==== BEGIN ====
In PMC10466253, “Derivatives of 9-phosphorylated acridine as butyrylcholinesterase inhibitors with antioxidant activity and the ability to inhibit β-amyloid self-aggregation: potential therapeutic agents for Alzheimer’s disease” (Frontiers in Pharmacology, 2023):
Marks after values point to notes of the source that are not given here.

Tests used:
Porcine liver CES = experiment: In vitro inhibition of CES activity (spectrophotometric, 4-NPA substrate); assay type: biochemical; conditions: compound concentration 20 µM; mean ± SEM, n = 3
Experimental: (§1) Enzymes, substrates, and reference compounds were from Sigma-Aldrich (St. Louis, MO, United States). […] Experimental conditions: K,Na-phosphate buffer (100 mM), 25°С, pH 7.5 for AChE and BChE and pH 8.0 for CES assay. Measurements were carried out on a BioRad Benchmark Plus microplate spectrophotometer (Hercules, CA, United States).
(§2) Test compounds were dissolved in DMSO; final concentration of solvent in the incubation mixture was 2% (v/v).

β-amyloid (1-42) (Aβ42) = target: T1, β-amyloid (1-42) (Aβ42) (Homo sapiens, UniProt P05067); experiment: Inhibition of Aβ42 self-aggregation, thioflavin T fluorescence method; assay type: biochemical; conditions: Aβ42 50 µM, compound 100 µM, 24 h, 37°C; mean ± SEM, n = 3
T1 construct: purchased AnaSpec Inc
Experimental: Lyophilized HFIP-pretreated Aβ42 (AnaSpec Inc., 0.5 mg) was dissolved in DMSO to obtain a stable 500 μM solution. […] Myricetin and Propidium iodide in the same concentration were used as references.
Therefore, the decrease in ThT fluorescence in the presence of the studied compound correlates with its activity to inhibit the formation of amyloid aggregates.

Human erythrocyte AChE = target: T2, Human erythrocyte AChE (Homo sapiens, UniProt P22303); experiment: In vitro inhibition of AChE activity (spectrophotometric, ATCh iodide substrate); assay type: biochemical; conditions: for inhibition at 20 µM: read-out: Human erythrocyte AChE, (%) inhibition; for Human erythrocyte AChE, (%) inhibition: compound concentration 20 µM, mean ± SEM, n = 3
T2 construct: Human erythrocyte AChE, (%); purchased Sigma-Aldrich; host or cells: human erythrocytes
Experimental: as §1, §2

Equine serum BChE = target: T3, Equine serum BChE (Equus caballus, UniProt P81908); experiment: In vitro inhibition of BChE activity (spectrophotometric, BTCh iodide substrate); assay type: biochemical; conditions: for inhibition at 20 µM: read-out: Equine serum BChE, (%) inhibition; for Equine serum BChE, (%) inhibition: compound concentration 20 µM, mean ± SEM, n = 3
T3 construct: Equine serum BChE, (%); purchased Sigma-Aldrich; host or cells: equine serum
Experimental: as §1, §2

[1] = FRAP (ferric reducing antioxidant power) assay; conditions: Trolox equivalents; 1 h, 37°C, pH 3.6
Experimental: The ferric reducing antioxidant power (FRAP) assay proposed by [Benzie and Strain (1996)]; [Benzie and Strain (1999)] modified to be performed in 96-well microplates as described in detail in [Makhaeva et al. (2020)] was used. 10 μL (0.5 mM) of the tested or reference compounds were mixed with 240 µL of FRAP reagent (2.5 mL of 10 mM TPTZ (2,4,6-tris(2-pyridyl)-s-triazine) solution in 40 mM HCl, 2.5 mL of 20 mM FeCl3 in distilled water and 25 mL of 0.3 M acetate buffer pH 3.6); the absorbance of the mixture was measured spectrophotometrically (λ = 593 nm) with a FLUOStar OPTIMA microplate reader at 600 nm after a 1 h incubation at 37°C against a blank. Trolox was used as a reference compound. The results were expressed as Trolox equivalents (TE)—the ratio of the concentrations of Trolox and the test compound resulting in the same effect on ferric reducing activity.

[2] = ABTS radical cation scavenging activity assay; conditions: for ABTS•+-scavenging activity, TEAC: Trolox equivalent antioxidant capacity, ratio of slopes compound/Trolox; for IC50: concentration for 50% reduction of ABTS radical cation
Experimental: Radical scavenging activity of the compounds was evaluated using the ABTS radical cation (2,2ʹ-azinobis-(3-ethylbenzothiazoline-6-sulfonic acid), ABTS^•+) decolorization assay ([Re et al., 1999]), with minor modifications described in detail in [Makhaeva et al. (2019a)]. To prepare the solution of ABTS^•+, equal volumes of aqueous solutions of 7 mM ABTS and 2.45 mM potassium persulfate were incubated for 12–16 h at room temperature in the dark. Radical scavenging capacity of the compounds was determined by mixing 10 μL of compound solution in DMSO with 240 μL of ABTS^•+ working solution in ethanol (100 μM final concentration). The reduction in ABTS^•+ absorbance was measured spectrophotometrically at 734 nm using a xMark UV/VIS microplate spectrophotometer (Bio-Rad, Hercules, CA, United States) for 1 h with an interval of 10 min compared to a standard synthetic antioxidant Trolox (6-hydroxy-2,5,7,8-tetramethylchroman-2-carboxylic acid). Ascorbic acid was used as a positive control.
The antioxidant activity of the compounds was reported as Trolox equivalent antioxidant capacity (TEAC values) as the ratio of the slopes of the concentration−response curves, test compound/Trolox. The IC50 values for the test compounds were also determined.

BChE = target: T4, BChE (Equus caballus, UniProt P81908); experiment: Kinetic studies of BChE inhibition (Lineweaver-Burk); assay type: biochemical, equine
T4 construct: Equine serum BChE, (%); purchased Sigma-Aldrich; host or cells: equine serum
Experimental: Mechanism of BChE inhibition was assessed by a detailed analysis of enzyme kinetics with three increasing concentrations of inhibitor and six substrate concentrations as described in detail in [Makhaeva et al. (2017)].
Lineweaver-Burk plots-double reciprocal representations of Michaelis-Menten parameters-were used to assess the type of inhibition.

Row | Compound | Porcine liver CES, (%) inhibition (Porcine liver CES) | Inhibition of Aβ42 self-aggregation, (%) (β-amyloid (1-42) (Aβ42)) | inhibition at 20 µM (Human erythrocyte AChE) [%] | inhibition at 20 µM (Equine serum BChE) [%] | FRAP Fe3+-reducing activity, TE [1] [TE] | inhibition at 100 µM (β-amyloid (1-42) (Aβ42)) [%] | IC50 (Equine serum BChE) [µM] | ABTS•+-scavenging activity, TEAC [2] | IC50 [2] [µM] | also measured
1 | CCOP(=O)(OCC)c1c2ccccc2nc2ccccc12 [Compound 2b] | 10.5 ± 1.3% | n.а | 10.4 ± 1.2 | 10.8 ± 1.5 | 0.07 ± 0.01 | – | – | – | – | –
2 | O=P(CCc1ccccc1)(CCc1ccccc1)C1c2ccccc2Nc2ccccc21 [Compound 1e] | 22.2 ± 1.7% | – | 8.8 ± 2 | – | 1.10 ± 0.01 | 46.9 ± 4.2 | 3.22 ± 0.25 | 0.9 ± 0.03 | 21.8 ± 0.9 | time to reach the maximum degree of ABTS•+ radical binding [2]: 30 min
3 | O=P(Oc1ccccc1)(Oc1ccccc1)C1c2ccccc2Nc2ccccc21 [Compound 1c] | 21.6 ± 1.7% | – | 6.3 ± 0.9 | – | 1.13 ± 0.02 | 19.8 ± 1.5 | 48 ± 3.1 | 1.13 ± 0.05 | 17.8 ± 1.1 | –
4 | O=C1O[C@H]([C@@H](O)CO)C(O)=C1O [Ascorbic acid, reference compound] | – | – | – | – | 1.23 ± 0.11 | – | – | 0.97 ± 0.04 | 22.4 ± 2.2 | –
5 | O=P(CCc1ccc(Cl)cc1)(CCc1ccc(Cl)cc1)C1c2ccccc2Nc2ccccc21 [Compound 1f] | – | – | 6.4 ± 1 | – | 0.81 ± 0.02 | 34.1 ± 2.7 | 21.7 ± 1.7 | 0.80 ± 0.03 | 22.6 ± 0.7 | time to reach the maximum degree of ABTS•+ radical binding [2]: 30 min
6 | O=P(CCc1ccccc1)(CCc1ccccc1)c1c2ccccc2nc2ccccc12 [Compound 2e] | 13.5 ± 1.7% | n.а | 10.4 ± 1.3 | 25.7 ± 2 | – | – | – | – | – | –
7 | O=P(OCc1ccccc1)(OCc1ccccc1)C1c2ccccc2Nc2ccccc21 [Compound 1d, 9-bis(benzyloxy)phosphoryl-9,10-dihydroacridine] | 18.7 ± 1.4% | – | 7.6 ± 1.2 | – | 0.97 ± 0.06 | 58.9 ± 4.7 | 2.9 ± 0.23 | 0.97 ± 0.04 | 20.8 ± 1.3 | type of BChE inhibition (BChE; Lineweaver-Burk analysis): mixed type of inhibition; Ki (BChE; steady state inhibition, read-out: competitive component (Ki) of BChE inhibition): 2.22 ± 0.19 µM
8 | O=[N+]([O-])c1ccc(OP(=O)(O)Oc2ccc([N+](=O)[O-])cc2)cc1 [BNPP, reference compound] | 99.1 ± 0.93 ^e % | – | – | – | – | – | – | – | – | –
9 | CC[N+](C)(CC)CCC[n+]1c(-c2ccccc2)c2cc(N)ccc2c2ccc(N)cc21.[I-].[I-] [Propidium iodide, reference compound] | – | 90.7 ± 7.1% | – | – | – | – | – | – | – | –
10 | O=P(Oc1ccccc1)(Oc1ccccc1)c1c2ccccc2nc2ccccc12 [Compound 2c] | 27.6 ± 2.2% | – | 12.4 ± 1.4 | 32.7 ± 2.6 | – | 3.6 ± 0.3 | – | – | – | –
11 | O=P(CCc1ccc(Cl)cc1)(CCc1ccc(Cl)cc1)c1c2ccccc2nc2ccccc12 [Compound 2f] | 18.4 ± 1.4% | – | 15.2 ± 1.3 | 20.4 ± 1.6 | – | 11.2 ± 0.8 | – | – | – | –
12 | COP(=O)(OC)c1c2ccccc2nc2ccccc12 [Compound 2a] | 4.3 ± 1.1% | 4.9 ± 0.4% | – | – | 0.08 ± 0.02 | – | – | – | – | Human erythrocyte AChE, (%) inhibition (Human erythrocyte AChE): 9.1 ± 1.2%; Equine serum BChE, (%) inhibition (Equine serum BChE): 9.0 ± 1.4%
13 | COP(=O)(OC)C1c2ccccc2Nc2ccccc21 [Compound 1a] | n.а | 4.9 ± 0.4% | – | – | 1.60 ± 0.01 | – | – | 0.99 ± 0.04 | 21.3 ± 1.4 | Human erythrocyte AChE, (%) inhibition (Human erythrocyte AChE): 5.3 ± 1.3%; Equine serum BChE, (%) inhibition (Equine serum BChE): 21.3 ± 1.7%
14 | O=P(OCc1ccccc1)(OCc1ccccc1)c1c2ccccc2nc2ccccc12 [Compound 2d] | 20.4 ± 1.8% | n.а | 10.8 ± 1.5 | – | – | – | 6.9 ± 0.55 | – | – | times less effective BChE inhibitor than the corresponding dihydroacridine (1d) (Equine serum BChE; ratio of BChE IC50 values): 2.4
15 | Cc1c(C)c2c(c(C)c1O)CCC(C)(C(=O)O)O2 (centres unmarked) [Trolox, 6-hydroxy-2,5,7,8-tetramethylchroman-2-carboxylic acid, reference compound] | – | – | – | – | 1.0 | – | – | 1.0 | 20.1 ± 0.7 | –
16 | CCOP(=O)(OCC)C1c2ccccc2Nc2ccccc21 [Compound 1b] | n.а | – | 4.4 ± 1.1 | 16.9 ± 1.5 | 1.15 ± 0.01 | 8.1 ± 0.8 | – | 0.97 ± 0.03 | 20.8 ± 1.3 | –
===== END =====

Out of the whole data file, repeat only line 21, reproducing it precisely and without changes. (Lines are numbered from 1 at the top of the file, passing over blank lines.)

The antioxidant activity of the compounds was reported as Trolox equivalent antioxidant capacity (TEAC values) as the ratio of the slopes of the concentration−response curves, test compound/Trolox. The IC50 values for the test compounds were also determined.